He'd and his wife would never consider moving back to RI. Nor would his high school friend, nor would another ex-RI friend of theirs.

Maine's taxes are as bad as RI's, but at least they maintain their roads and the public schools are at least average ... and of course they come nowhere near to approaching RI's corruption.

Whenever I visit they always rhetorically ask "so, is it still corrupt down there?" (of course they know the answer, and ask when I'm going to see the light and leave RI for good.

Too cold for my taste, and if I ever were to move I'd lean toward a lower taxed place.

But this all raises the thought that part of RI's terrible national reputation for business climate and political corruption derives from ex-Rhode Islanders themselves.

Certainly if I were employed by a company that was considering sites for placing a facility, knowing what I know I'd be pounding on the table telling them that RI is not a place they'd want to be conducting business, nor to subject their employees to RI's income and property taxes, lousy schools and decrepit roads.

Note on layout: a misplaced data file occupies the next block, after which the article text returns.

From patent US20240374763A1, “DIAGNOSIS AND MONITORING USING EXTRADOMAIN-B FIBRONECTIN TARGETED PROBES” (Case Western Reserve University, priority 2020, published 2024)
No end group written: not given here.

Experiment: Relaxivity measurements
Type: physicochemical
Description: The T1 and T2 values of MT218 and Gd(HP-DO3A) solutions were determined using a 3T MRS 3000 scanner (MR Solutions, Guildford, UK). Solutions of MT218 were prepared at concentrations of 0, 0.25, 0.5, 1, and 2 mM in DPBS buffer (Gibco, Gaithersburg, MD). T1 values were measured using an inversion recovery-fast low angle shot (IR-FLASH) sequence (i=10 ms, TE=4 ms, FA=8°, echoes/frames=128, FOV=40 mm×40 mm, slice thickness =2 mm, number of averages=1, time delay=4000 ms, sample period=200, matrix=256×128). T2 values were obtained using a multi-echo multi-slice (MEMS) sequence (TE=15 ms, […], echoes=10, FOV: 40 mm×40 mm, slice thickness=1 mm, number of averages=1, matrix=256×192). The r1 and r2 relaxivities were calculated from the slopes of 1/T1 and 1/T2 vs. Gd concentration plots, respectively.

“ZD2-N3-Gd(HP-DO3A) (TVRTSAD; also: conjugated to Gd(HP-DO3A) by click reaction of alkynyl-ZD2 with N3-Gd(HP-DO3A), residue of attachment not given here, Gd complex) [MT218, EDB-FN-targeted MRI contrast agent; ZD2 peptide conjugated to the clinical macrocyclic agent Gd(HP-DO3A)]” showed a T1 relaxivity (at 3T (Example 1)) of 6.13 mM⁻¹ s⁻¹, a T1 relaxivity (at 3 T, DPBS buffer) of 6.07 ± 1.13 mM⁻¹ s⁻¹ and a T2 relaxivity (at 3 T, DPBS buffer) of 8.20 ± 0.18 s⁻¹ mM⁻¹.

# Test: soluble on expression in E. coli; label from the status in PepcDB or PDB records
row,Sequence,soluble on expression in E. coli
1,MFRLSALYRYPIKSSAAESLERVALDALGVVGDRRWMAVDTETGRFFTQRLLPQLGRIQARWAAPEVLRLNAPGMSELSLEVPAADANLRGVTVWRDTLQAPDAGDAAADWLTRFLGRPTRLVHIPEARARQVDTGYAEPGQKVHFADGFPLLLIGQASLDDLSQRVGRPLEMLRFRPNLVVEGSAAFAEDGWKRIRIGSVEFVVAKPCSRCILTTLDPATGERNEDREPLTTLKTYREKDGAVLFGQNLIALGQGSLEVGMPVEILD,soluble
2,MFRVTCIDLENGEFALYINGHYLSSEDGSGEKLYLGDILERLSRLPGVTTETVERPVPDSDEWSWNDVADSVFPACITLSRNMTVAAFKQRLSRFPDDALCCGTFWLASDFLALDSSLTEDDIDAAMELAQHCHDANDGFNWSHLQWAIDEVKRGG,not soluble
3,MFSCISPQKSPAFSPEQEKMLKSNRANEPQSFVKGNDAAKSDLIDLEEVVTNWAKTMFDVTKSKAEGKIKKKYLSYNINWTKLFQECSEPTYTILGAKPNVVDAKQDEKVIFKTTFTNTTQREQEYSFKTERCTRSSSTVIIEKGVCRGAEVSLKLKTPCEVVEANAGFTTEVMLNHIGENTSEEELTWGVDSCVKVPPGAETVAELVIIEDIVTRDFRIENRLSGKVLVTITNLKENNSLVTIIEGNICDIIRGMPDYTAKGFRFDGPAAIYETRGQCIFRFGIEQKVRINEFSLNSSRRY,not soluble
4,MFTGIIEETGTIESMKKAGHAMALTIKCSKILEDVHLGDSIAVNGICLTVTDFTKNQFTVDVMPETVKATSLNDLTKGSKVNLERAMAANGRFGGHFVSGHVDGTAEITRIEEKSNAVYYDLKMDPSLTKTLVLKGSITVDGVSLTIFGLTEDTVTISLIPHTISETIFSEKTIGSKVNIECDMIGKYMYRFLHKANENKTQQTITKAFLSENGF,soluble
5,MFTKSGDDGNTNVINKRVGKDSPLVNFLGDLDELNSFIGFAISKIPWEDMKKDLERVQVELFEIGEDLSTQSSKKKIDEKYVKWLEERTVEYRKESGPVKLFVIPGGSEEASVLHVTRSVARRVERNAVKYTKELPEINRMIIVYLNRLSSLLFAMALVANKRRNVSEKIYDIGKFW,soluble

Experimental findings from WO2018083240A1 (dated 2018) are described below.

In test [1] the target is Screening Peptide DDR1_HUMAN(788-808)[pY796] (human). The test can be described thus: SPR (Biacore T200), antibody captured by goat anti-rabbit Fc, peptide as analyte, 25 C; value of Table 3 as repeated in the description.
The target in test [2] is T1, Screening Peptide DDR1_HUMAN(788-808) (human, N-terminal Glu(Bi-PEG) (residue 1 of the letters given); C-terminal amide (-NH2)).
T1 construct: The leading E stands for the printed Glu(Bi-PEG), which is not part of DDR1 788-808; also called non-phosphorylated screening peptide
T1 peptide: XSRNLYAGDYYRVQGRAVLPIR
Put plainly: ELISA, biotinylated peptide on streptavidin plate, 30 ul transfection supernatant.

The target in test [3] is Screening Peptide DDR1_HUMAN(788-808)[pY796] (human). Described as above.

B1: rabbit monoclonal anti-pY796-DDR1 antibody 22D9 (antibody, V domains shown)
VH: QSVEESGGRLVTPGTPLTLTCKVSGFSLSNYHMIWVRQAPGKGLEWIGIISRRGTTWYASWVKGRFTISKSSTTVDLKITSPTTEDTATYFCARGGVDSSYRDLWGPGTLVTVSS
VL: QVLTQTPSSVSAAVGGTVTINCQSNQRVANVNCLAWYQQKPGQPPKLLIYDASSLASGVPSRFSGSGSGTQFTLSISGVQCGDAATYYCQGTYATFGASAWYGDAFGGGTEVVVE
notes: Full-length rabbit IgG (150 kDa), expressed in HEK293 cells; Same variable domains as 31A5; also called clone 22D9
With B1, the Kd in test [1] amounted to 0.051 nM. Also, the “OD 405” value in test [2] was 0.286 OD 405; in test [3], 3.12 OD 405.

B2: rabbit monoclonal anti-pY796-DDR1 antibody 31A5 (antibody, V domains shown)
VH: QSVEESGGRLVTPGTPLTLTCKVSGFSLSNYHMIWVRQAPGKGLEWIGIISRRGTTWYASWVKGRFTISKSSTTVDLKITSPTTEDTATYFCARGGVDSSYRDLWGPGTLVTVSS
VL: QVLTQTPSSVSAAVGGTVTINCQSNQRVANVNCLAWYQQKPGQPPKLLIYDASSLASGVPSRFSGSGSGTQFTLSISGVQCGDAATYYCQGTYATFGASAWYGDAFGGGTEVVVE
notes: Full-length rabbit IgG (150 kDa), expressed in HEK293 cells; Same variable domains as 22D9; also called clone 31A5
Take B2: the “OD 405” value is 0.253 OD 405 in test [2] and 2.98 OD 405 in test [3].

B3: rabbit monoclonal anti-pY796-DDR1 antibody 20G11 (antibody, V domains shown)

I think it's safe to say that there are already tens of thousands, perhaps even hundreds of thousands, of former Rhode Islanders telling companies and business climate surveyors that very thing.

About a year ago the ProJo ran a story on RI being the only other state besides Michigan to be losing population, and then ran one of those online surveys asking folks if they'd leave RI if they could (or something to that effect).